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Subject: Monte Carlo as a playtesting method? rss

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Jay Sekhon
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I know that many a designer probably dislikes the extensive playtesting involved in making a game play well, be balanced, etc. I was wondering how effective people think a Monte Carlo simulation would be as a method of playtesting.

For those that may not be familiar, Monte Carlo simulations are frequently used in research and software testing. What it basically consists of is taking a domain of possible inputs (possible moves, in the case of a game) and randomly choosing one. More robust simulations can provide a weighted randomness (an AI, perhaps) for picking certain moves over others.

Obviously, using this has its challenges--one would need to program a computer version of the game as well as a Monte Carlo simulator, and have some way of recording the actions. However, the advantages I see are pretty tremendous--it'll allow a designer to see thousands of plays in much faster time than would otherwise be possible. Additionally, there's no upfront cost aside from time invested in programming.

So what do you guys think? Could something like this be useful as a partial substitute for regular, manual, exhaustive playtesting?
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A. B. West
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Beech Grove
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To see if the mechanics lead to some saddle point or feedback loop, it might work. To see if the game plays well, it arguably will not Play testing involves so much more than just seeing if a game 'works'. It involves the impressions of players - how easy it is to understand, what appears like a valid strategy, how well components feel and where they are placed, etc.
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Dan Keith
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I believe it misses one of the vital parts of play testing.

So guys, was it fun?
 
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J C Lawrence
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Zanshinj wrote:
So what do you guys think? Could something like this be useful as a partial substitute for regular, manual, exhaustive playtesting?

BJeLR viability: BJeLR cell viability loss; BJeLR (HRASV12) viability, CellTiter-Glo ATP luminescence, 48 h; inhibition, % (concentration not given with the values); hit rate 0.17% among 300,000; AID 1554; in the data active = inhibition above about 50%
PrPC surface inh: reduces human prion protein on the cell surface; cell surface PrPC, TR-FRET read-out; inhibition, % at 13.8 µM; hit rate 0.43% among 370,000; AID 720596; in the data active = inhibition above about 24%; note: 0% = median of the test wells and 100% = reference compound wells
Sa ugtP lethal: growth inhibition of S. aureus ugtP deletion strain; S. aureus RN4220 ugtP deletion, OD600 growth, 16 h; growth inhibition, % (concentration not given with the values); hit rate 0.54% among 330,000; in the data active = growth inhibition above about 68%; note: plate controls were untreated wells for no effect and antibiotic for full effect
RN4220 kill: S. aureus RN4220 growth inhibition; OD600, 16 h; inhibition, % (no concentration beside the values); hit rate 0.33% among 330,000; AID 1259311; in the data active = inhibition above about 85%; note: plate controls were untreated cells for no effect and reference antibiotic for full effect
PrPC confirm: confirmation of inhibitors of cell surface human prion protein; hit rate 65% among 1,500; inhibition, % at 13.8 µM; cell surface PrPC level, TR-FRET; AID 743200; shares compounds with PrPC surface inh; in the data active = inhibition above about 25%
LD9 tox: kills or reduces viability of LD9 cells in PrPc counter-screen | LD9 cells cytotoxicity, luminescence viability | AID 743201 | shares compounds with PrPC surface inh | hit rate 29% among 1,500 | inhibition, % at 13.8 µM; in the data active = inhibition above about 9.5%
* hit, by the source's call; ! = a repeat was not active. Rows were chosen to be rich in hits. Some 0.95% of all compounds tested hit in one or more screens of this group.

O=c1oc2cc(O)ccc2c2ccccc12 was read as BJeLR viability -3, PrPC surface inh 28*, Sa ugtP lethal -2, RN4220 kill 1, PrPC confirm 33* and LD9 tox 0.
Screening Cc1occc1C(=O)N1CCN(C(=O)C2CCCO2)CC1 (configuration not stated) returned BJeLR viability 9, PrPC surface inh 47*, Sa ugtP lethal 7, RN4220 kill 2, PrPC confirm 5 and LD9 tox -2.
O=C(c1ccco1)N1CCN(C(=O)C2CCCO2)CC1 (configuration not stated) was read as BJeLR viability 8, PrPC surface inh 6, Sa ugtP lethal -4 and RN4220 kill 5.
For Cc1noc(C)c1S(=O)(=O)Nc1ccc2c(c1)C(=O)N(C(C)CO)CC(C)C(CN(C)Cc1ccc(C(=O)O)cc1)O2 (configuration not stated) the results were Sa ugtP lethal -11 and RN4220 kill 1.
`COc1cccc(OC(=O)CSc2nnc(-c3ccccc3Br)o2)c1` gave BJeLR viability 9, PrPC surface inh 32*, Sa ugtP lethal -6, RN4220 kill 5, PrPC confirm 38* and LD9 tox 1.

I do quite a bit of Monte Carlo work on my designs. It isn't an ultimate tool, but it works well for some rather intractable questions.
 
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J C Lawrence
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Dirg wrote:
So guys, was it fun?


I never ask that question. If I'm curious I'll watch the players and make my own conclusions. Tom Lehmann's first question for a new game is, Did I find the game? That's a great question and one I've added to my list. My most common question is, Was that interesting? What was and wasn't interesting?
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Dan Keith
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clearclaw wrote:
Dirg wrote:
So guys, was it fun?


I never ask that question. If I'm curious I'll watch the players and make my own conclusions. Tom Lehmann's first question for a new game is, Did I find the game? That's a great question and one I've added to my list. My most common question is, Was that interesting? What was and wasn't interesting?
However you do it a computer simulation lacks it.
 
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Russ Williams
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For all the people replying "testing with a computer AI player can't tell you if the game is fun", I say "DUH! I think the original poster knows that!" Please note that he asked "Could something like this be useful as a partial substitute for regular, manual, exhaustive playtesting?"

And the answer is certainly YES it can be useful as a partial substitute (not to mention an efficient method to perform zillions of tests that would be impossible by humans). It can be useful for finding unexpected glitches in the rules. The mere act of the programming the game rules will uncover ambiguities or rule holes you weren't aware of.

It would also be quite useful for finding how strategically deep the game actually is: if a simple computer program can beat human players, it's a sign the game is probably not very strategically deep and has broken easy strategy.

I know of at least one game designer who has used this technique (playing their game against simple AI players) to do testing.
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Russ Williams
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clearclaw wrote:
If I'm curious I'll watch the players and make my own conclusions. Tom Lehmann's first question for a new game is, Did I find the game?

Hm? And do you answer "Yes, I looked in the box, and there it was!" ?
 
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